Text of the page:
• Posted on : December 30, 2011
  • Posted by : Tom Fletcher

Several Ambassadors were asked by Le Revue Diplomatique for an article on the Middle East over the coming year. Here’s the short version of my thoughts.

2011 was a tumultuous and breathtaking year for the region. At our end of year shura of British ambassadors in the Middle East, it was striking how tired everyone looked and felt – and compared to many, we’re just observers.

The Arab uprisings silenced those who argued that desire for freedom, rights and dignity was somehow a Western concept. They brought hope of a better life to millions, and demonstrated the raw, untrammelled power of the best of new technology allied to the best of old ideas.

Change has been led by the people of the region, not interfering outsiders. There was and is no one-size-fits-all model. But the net result could be the greatest gains for human rights and freedom since the end of the Cold War. So the UK should continue to press leaders to embrace reform or get out of its way; and to expose and challenge human rights abuses wherever they take place.

Of course, these changes are also marked by violence, anxiety and uncertainty. As one Chinese leader recently said of the French revolution, it is still too soon to judge the results. Forces of authoritarianism will hit back hard in 2012 against those who want greater rights. Change will be the work of a generation. But I have no doubt which side is on the right side of history.

What of Lebanon, in the midst of these storms? Given the history and diversity, we are right to prepare ourselves for challenges ahead. Given the neighbours, we are right to hope for the best while preparing for the worst. But everything I have seen in four months here convinces me that the forces holding this unique country together remain stronger than those that would seek to tear it apart. That the tolerant majority will put their families, livelihoods and Lebanon before the encouragements of outsiders to return to instability. Some in the international community may seek to divide the Lebanese, or to fight their wars here. I have no doubt that it is our role to oppose them, and to support unity, tolerance, sovereignty and stability.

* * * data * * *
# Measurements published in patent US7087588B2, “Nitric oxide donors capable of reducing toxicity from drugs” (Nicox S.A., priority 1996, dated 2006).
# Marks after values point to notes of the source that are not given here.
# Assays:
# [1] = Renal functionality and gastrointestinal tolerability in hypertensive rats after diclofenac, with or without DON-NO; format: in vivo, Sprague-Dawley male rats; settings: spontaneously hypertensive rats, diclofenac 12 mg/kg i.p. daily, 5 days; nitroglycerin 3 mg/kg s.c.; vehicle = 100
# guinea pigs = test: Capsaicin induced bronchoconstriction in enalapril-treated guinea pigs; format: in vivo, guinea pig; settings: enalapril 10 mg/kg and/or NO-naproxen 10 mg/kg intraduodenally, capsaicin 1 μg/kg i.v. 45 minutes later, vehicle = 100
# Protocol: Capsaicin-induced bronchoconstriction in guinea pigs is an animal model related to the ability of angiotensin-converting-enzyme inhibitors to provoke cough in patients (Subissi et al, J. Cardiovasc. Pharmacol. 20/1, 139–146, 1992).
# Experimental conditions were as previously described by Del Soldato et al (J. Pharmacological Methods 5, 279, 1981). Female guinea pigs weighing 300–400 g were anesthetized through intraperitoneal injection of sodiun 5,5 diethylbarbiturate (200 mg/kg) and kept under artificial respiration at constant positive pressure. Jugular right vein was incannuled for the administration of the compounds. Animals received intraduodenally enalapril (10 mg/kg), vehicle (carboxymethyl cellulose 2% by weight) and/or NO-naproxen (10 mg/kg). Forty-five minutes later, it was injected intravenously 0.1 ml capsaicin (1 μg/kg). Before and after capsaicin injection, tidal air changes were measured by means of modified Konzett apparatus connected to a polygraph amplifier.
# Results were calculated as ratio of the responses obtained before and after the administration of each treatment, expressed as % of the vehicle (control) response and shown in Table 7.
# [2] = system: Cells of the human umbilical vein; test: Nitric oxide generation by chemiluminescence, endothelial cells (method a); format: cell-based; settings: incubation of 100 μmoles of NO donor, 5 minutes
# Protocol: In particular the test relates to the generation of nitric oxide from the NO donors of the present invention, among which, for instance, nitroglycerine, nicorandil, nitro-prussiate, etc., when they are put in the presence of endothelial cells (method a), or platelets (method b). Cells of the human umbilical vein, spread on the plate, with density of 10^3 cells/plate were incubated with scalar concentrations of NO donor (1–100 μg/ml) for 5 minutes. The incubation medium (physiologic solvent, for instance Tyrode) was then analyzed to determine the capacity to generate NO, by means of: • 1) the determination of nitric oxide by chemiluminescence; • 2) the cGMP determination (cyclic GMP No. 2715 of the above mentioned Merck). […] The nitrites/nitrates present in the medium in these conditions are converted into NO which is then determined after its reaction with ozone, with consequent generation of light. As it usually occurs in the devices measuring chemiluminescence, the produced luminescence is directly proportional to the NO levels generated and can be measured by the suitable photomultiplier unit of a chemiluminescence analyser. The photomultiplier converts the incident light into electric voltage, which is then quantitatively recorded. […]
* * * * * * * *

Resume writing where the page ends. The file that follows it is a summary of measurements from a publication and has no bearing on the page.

So, as Syria continues its transition towards a better future, I hope that we can focus in Lebanon on the opportunities that lie ahead, and not just the challenges of the coming months. Like a nervous patient going to the doctor, we know that there will be some pain. But we also know that Lebanon will be stronger for it. So my greatest wish for the New Year is that Lebanon can insulate itself until the storm passes. 

If our support for democracy and freedom is to mean anything, the UK and the international community must also not give up on the Middle East peace process. A two state solution is the only viable, just and secure outcome for Israel and Palestine, whatever the actions of extremists opposed to peace on either side. 2012 is of course a US election year, which means that others in the international community must step up to share the lead.

One thing is sure. 2012 will be as exhausting, unpredictable, exhilarating and challenging as 2011. But I remain an optimist, especially about the courage, ingenuity and tenacity of the Lebanese people, who have weathered tougher storms in the past. For the wider region, including Syria, I take comfort in my favourite Martin Luther King quote: “let us not forget that while the arc of the moral universe is long, it bends towards justice”.


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